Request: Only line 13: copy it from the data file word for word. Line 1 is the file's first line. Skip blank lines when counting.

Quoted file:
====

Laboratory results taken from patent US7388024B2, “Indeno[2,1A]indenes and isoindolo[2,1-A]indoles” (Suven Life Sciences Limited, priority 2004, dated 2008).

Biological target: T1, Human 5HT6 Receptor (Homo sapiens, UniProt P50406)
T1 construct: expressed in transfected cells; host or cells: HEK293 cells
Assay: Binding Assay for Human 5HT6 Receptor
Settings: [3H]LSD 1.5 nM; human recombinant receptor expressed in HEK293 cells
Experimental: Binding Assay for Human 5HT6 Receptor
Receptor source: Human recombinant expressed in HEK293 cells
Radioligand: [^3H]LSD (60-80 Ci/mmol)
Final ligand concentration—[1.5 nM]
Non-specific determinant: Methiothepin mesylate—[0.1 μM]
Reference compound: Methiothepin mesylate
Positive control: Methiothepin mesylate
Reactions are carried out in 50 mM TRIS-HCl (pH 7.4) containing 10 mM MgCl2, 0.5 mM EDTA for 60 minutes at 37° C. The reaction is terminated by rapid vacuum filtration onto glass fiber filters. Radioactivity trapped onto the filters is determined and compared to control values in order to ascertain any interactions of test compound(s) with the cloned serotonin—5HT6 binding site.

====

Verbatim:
Reactions are carried out in 50 mM TRIS-HCl (pH 7.4) containing 10 mM MgCl2, 0.5 mM EDTA for 60 minutes at 37° C. The reaction is terminated by rapid vacuum filtration onto glass fiber filters. Radioactivity trapped onto the filters is determined and compared to control values in order to ascertain any interactions of test compound(s) with the cloned serotonin—5HT6 binding site.